Where did the idea of attempting to hike the Long Trail with three kids come from?
Back in 2002 I met my wife, Alyssa, while thru-hiking the Appalachian Trail (AT). That year a family of four thru-hiked the trail with us. We both dreamed of hiking the AT as a family too. As we got close to planning an attempt of the trail, when our older kids Charlie and Ruth were 8 and 6, respectively, we found out Alyssa was pregnant with our third child, Joe.
Fast forward to early 2021. The uncertainty of the global pandemic was in full swing. Charlie was 16, busy with high school sports, and I knew this might be our last chance to take a family hiking adventure. Due to scheduling, Alyssa could not join the hike that summer, but she offered to be our support team.
So, we sat down as a family to talk about whether thru-hiking the Long Trail would be an option. The kids knew it would involve sacrifice, but I was not surprised to hear that they were game. Alyssa and I always made it a priority to get outside and be active with the kids. Every adventure had two rules:
- Everyone had to join the adventure willingly and
- We celebrate at the end, usually with ice cream.
We did not want to force our kids into activities they did not want to join. This is the most important reason our Long Trail hike was a success.
We did food testing, gear checks, physical training, and logistics planning for the next five months before setting off in mid-July — one of the rainiest months on record.
Even though our kids have done a lot of backpacking, this would be their longest trip by far. Charlie and Ruth (14) were in great condition from sports training. However, Joe (8) and I (48) needed to prepare for the physical difficulty of the trail. I did not know if Joe could keep up the pace of nearly 10 miles a day for four weeks. Joe and I hiked in spring and early summer, talking about how the trail was going to be physically and mentally hard but that didn’t mean we couldn’t do it. Our favorite saying was “How do you climb a mountain? One step at a time.”
The mental challenge of hiking the Long Trail can sometimes be harder than the physical. This made planning our itinerary the hardest part for me. I had different concerns for each kid. I thought the longevity of the trip could be challenging for Joe, the monotony of the same routine day after day could be difficult for Ruth, and I was not sure if the trip would be physically challenging enough for Charlie.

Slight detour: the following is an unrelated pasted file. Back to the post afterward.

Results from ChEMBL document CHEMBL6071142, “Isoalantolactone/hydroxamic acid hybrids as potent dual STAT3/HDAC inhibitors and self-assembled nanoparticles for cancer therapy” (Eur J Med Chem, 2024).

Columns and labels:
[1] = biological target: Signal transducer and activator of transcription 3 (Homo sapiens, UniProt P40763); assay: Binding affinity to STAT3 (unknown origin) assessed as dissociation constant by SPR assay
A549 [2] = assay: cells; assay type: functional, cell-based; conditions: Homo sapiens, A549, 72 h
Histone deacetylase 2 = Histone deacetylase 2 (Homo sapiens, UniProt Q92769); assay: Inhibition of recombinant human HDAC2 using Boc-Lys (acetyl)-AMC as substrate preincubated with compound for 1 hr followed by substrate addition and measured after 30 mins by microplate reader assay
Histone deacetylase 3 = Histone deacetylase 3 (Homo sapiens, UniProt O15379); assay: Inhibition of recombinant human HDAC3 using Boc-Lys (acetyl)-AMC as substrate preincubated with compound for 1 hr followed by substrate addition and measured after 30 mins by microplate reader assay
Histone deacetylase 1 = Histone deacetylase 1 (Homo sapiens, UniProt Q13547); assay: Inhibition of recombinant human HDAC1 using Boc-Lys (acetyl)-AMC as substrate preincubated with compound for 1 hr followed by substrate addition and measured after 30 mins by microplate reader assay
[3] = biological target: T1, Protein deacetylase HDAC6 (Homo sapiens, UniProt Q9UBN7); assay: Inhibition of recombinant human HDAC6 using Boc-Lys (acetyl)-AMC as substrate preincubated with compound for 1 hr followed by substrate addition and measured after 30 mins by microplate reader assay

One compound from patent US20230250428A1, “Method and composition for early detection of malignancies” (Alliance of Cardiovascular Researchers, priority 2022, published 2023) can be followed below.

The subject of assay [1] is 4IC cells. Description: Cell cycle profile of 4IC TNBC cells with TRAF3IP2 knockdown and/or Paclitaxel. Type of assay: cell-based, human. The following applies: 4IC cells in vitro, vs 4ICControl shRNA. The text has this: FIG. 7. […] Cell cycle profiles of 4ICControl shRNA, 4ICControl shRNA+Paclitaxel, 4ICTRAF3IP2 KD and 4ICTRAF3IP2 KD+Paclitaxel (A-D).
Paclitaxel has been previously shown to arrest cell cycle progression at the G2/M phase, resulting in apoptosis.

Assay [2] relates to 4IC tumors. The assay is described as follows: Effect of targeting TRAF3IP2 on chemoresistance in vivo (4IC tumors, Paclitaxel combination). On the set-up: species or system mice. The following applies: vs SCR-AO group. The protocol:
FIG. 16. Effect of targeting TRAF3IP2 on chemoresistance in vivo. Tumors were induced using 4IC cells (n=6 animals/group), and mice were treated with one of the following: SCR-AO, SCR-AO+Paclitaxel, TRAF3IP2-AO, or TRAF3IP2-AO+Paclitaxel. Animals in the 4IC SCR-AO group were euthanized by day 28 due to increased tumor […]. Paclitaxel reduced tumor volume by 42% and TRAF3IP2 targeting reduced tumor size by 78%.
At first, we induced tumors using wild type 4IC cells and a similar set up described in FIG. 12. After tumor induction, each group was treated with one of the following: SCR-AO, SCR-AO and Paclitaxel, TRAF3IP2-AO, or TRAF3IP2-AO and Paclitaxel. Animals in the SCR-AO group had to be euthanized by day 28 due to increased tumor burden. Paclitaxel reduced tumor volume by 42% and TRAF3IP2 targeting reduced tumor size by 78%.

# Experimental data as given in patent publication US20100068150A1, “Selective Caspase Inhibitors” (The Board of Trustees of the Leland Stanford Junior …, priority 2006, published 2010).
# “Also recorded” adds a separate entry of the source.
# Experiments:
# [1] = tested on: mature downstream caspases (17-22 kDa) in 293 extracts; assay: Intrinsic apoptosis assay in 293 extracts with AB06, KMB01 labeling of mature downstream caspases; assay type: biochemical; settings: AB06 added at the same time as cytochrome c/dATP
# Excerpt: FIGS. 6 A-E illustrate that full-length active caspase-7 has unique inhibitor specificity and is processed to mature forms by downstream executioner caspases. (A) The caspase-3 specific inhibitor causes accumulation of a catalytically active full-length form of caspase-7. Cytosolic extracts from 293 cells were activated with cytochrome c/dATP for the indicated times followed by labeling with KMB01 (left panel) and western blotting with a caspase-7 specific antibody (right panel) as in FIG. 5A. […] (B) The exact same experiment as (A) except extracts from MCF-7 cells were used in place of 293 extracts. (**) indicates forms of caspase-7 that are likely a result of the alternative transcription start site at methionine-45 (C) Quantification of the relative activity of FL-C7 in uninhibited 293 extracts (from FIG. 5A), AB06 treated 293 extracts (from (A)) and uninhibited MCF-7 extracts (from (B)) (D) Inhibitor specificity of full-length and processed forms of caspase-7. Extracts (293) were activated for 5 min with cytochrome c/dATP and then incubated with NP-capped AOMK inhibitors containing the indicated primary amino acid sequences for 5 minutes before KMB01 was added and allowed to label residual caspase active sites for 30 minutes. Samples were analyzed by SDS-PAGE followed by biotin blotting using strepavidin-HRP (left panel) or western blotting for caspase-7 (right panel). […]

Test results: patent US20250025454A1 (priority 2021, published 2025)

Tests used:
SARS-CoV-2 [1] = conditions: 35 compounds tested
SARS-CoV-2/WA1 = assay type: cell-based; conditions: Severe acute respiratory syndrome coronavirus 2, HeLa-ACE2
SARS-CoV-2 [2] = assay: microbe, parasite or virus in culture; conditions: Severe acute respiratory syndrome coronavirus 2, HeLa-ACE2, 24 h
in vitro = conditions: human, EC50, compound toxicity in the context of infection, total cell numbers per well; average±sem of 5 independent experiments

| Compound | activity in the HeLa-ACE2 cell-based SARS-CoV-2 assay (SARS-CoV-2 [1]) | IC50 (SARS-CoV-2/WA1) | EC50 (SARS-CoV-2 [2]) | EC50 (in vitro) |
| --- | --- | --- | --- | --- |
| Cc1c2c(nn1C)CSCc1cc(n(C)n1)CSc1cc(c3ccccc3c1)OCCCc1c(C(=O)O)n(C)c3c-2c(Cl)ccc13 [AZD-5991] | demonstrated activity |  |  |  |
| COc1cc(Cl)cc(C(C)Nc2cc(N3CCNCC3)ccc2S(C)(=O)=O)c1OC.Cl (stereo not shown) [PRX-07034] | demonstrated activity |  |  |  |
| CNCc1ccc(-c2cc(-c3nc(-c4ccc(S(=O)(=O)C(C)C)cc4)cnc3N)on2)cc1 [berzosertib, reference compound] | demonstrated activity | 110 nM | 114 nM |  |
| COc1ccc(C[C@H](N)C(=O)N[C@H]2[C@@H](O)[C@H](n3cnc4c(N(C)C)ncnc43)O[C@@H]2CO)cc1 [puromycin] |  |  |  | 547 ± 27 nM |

- Related: Read about the hike from Charlie, Ruth, and Joe’s perspectives
- Video: Hiking the Long Trail with the Krebs Family
After all the planning, one important fact of long-distance hiking presented itself right away. You never know what will happen once you step on the trail. For us, it began with a night hike on our first day, trail magic the second, and heavy rain on the third. As we were hiking through the rain, Ruth was upset that we were missing out on the experience of the trail. This was when the kids began to realize that a long-distance hike is about the culmination of experiences together, over time, not just one moment.
I wanted to give my kids the opportunity to experience life in a different way through this hike. To feel the hardships and triumphs that the trail experience brings to us all and know that they can overcome life’s challenges just like they did hiking the trail. And hopefully, to have the confidence to take chances to pursue their dreams.
This post was written by GMC Operations Manager Matt Krebs. It appeared in the Spring 2022 edition of the Long Trail News under the headline “Thru-Hiking the Long Trail with Three Kids: The Krebs Family Adventure.”
Tips for Hiking with Kids
Start small, and keep it interesting. Try to avoid forcing your kids to hike. For younger kids, pick day hikes with lots of distracting features like bridges, water features, or stairs. Keep them occupied by asking if they can find the next blaze or a cool leaf.
Always pack plenty of snacks. As you can see in each Krebs kid’s reflections, food is a motivator on any hike! Keep a special snack or treat for the way down a mountain or for arrival at the car. On longer hikes, make sure your kids are eating enough to match their energy output.
Once your kids are ready for overnights, make sure they are not carrying too much. Ten to 20 percent of their body weight is a recommended maximum. Eight-year-old Joe’s pack weighed around 10 pounds, while Ruth and Charlie carried 30 pounds each.
Be flexible and have a back-up plan (or three). The Krebs dealt with soggy blistered feet and a sore ankle. On your first overnight, know the options for closer campsites or bailing out.
For more detail on getting started hiking with kids of any age, check out this article.